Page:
North Carolina's new regulations for disposing of coal ash leave Duke Energy with two options at its Lake Julian plant – make fundamental and costly changes or stop burning coal altogether. The legislation says Duke must stop using water to sluice away ash from coal turbines at the Lake Julian plant no later than the end of 2018. The utility could either shutter the coal turbines or convert to a "dry ash" disposal process, a switch that would require investing millions of dollars.

September 15, 2014

(The Hill)
Democratic voters are nearly twice as like as Republicans to say the environment is "very important" in this year’s midterm elections, a new poll has found. Sixty-nine percect of Democrats said the environment was very important, making it the third most important issue for them behind healthcare, at 80 percent, and economic inequality, at 70 percent, the Pew Research Center said Friday.
(Reuters)
Hundreds of firefighters spent a second day on Saturday battling a wildfire burning out of control in a national forest southeast of Los Angeles, as the region baked under triple-digit temperatures that prompted authorities to issue a "heat alert." The so-called Silverado Fire, which broke out in the Cleveland National Forest on Friday morning, had charred some 1,600 acres (647 hectares) by Saturday afternoon as it burned through brush and chaparral left bone dry by California's record drought.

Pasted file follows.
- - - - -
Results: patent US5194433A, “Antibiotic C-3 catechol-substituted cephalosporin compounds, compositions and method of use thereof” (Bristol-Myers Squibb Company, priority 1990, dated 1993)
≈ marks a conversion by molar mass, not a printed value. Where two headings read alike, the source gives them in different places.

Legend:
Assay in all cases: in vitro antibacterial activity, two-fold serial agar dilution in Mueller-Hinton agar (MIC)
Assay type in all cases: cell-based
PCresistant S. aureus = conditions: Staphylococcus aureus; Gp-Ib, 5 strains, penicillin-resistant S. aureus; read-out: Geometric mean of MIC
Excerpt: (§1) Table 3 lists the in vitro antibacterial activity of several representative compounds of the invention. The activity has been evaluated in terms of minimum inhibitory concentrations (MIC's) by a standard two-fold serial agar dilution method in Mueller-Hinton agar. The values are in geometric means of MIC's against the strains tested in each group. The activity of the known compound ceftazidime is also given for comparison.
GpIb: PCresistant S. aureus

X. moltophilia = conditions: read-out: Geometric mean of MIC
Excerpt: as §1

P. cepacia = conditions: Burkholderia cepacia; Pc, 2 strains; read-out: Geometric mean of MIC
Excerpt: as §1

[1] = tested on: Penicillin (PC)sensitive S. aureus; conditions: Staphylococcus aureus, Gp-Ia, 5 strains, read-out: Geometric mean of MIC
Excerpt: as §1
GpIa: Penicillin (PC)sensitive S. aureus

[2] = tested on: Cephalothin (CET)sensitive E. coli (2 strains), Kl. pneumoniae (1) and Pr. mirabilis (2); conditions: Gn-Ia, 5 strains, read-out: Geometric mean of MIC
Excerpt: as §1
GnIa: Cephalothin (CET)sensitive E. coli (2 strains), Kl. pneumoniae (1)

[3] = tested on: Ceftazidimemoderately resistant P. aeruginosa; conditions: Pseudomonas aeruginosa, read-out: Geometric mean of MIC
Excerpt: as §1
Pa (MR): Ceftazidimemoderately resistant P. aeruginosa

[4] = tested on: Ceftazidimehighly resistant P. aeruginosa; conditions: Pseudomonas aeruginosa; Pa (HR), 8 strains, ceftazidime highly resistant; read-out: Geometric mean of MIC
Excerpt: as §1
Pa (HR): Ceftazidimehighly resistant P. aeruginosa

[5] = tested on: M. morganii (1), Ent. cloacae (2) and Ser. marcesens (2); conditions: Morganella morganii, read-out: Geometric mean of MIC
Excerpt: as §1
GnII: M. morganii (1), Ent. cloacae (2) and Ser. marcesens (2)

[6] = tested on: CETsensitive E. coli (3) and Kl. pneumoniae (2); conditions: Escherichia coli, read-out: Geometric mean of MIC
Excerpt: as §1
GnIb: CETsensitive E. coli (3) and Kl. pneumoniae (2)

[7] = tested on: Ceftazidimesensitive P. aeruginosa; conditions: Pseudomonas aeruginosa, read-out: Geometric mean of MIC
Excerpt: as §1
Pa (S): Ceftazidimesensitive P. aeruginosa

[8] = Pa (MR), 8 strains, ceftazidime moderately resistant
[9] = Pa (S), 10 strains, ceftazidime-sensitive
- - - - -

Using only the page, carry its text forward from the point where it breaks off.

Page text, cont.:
(The Globe and Mail)
Plans by Enbridge, a Canadian pipeline company, to increase the flow of Alberta oil sands crude into the United States while—in the view of opponents—avoiding the presidential permitting process, have enraged environmentalists seeking to block development of Canada's vast reserves. Opponents to the Enbridge plan are threatening legal action and demanding the U.S. State Department reverse the green light given Enbridge.
(Guardian)
Heavily-polluting industries are in line for a €5bn (£4bn) handout from Europe's taxpayers because of the way the EU is measuring their exposure to unregulated competitors outside the bloc, according to an unpublished report prepared for the European commission. Steel-making, cement and power plants have their greenhouse gas emissions capped by the emissions trading system (ETS), putting a price on carbon to encourage companies to cut emissions by trading allowances.
(Wall Street Journal (sub. req'd))
Skeptics of the U.S. energy boom say it can't last much longer because it requires drilling an ever-increasing number of wells. But the boom already has lasted longer than anyone would have imagined just a decade ago and has more room to run.
(Bloomberg BNA)
The Environmental Protection Agency's recently proposed regulations for cutting carbon dioxide emissions from the nation's existing power plants could help fast-track construction of new natural gas pipelines, according to Standard & Poor's Ratings Services. The sharp increase in domestic natural gas production in recent years is already driving more demand for new pipeline infrastructure. The EPA proposal could provide additional motivation—and potentially a new funding option—to build new assets sooner, Nora Pickens, an S&P analyst, said Sept. 11.
(Tulsa World)